Actually, they changed while I was still in the womb. That was when my mother caught wind of a Lyme disease scare and decided she didn't want deer ticks infiltrating the bed. By the time I was born, Cooke had been comfortably demoted to a dog bed on the bedroom floor. She would no longer receive baths in the bathtub (that was for me) or be photographed in festive birthday regalia (also me) or be welcomed on furniture (me, me, me). And around the time my brother came home from the maternity ward, she was bumped to the kitchen. Then, another baby. "The more kids, the more commotion, the more Cooke was moved further and further away—physically, mentally, emotionally," my dad frankly conceded. Cooke's old age by this point was causing her to leave accidents around the house. So she began sleeping in the garage.
But by this time my parents had moved to a larger house and could afford to heat their garage, and my mom still doled out Cooke's daily epilepsy medication. And that's precisely the point: just because you begin to expend more energy, resources and, yes, affection on the kids doesn't mean you stop loving or caring for the dog. Really, dogs don't demand 24-hour devotion and attention the way newborns do—nor do they need party hats or bubble baths to be happy (it's true!). But they are living creatures, with health problems and regular needs, so you make compromises and find balance, because that's what parenting is. In fact, if you can't find the time to care for your dog—as Benedikt unscrupulously confesses to be true in her case—you make a tough decision and give the dog to someone who can.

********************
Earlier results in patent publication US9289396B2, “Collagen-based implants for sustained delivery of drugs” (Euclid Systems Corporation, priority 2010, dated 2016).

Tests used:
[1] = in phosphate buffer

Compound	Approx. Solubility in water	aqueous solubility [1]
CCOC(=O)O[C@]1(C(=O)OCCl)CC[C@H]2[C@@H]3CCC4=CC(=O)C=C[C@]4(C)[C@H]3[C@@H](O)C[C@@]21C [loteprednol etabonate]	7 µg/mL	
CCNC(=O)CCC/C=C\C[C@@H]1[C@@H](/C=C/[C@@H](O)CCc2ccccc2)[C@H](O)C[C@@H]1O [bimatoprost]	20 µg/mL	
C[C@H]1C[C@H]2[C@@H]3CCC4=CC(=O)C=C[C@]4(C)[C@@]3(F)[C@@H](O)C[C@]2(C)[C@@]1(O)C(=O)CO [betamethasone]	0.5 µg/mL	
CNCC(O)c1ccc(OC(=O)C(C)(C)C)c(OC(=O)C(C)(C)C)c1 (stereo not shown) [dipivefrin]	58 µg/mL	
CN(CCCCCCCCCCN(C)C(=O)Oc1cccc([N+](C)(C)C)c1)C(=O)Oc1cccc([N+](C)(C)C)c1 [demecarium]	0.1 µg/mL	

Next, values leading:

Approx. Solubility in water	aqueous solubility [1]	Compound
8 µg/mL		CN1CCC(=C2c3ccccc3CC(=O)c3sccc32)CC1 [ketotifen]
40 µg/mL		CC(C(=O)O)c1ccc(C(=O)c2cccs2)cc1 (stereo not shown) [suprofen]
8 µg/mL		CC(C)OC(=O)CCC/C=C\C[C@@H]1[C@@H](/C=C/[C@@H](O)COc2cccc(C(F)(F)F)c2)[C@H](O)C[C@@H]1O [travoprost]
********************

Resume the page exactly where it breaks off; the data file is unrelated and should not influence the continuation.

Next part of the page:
Not that I, a mere millennial who hasn't touched a baby since probably 2004, am in any position to lecture you on parenting. So take it from The Atlantic Wire's culture editor, Alexander Nazaryan, a dog-lover and recent dad.
"My wife and I had a dachshund for several years before having a baby," Nazaryan related via email. "Dachshunds are not very compatible with babies, so once our daughter was born, Pookie was exiled to my parents' house in Connecticut. It's sad, of course, to have her far away, but she visits Brooklyn often."
"Plus, she taught us a lot," Nazaryan added. "Mostly about feces-cleaning responsibilities."
Allie Jones, another Wire staffer, shared a sadder story. Her parents had a black lab named Murphy before she was born. "He kept running into me when I was learning to crawl," she explained, "so they gave him to a farm." Surely it's not an easy decision to make—but when you recognize that you aren't in any position to care for your animal, why not think of the thousands out there who are?
Curious for another perspective, I contacted Steve de Eyre, a friend several years older than myself who is in the same position my parents were in some decades ago. He and his wife Emily have had a wonderful lab for six years. They take Lily for long hikes on weekends, snuggle with her on the couch, offer first-class medical care. And now they're expecting their firstborn in October.